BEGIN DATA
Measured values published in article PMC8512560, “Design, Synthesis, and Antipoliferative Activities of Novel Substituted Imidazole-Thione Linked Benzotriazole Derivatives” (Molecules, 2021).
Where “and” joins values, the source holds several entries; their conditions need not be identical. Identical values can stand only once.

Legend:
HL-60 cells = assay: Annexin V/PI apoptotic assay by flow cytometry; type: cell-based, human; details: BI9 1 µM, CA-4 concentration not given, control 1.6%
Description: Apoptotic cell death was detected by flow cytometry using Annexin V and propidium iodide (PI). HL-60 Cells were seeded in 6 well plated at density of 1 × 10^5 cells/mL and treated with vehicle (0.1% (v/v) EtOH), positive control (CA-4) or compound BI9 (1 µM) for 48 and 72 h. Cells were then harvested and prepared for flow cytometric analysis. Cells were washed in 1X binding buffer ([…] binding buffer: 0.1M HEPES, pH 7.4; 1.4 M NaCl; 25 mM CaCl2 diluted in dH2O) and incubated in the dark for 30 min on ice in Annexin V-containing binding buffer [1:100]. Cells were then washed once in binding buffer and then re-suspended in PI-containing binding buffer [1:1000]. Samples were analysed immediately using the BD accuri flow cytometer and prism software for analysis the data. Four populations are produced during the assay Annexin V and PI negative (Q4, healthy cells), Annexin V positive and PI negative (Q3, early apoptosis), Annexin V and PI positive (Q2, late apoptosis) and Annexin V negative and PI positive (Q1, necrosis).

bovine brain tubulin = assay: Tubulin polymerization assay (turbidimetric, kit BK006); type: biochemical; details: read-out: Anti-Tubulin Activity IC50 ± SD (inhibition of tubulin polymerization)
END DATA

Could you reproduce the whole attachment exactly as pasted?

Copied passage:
Measured values published in article PMC8512560, “Design, Synthesis, and Antipoliferative Activities of Novel Substituted Imidazole-Thione Linked Benzotriazole Derivatives” (Molecules, 2021).
Where “and” joins values, the source holds several entries; their conditions need not be identical. Identical values can stand only once.

Legend:
HL-60 cells = assay: Annexin V/PI apoptotic assay by flow cytometry; type: cell-based, human; details: BI9 1 µM, CA-4 concentration not given, control 1.6%
Description: Apoptotic cell death was detected by flow cytometry using Annexin V and propidium iodide (PI). HL-60 Cells were seeded in 6 well plated at density of 1 × 10^5 cells/mL and treated with vehicle (0.1% (v/v) EtOH), positive control (CA-4) or compound BI9 (1 µM) for 48 and 72 h. Cells were then harvested and prepared for flow cytometric analysis. Cells were washed in 1X binding buffer ([…] binding buffer: 0.1M HEPES, pH 7.4; 1.4 M NaCl; 25 mM CaCl2 diluted in dH2O) and incubated in the dark for 30 min on ice in Annexin V-containing binding buffer [1:100]. Cells were then washed once in binding buffer and then re-suspended in PI-containing binding buffer [1:1000]. Samples were analysed immediately using the BD accuri flow cytometer and prism software for analysis the data. Four populations are produced during the assay Annexin V and PI negative (Q4, healthy cells), Annexin V positive and PI negative (Q3, early apoptosis), Annexin V and PI positive (Q2, late apoptosis) and Annexin V negative and PI positive (Q1, necrosis).

bovine brain tubulin = assay: Tubulin polymerization assay (turbidimetric, kit BK006); type: biochemical; details: read-out: Anti-Tubulin Activity IC50 ± SD (inhibition of tubulin polymerization)